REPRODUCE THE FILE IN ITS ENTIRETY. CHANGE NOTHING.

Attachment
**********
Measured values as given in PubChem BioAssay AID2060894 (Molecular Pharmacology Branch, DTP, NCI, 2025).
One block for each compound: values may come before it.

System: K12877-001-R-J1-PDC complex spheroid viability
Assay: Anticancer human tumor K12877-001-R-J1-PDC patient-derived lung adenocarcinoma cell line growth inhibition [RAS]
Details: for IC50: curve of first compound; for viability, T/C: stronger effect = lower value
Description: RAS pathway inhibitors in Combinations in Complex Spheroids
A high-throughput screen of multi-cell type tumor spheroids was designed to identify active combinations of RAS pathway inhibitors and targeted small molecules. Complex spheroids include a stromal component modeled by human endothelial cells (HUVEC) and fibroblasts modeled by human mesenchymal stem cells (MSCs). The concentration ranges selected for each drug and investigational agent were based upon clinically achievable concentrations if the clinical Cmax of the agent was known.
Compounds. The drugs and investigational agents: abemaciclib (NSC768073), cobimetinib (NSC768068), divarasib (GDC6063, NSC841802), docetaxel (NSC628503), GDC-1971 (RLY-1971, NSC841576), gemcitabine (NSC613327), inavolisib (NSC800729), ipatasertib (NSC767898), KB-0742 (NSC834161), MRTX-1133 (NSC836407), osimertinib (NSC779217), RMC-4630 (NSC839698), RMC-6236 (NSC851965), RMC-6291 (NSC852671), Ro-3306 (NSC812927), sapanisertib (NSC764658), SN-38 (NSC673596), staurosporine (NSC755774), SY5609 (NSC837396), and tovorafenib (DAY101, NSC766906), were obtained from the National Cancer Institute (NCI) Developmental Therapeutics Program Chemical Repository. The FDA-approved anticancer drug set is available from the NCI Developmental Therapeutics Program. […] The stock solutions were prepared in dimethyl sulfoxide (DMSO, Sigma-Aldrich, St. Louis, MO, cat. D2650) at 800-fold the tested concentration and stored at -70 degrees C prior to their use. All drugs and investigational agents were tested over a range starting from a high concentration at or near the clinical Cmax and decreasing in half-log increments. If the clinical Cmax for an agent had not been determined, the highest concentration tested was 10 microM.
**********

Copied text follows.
Measured values as given in PubChem BioAssay AID2060894 (Molecular Pharmacology Branch, DTP, NCI, 2025).
One block for each compound: values may come before it.

System: K12877-001-R-J1-PDC complex spheroid viability
Assay: Anticancer human tumor K12877-001-R-J1-PDC patient-derived lung adenocarcinoma cell line growth inhibition [RAS]
Details: for IC50: curve of first compound; for viability, T/C: stronger effect = lower value
Description: RAS pathway inhibitors in Combinations in Complex Spheroids
A high-throughput screen of multi-cell type tumor spheroids was designed to identify active combinations of RAS pathway inhibitors and targeted small molecules. Complex spheroids include a stromal component modeled by human endothelial cells (HUVEC) and fibroblasts modeled by human mesenchymal stem cells (MSCs). The concentration ranges selected for each drug and investigational agent were based upon clinically achievable concentrations if the clinical Cmax of the agent was known.
Compounds. The drugs and investigational agents: abemaciclib (NSC768073), cobimetinib (NSC768068), divarasib (GDC6063, NSC841802), docetaxel (NSC628503), GDC-1971 (RLY-1971, NSC841576), gemcitabine (NSC613327), inavolisib (NSC800729), ipatasertib (NSC767898), KB-0742 (NSC834161), MRTX-1133 (NSC836407), osimertinib (NSC779217), RMC-4630 (NSC839698), RMC-6236 (NSC851965), RMC-6291 (NSC852671), Ro-3306 (NSC812927), sapanisertib (NSC764658), SN-38 (NSC673596), staurosporine (NSC755774), SY5609 (NSC837396), and tovorafenib (DAY101, NSC766906), were obtained from the National Cancer Institute (NCI) Developmental Therapeutics Program Chemical Repository. The FDA-approved anticancer drug set is available from the NCI Developmental Therapeutics Program. […] The stock solutions were prepared in dimethyl sulfoxide (DMSO, Sigma-Aldrich, St. Louis, MO, cat. D2650) at 800-fold the tested concentration and stored at -70 degrees C prior to their use. All drugs and investigational agents were tested over a range starting from a high concentration at or near the clinical Cmax and decreasing in half-log increments. If the clinical Cmax for an agent had not been determined, the highest concentration tested was 10 microM.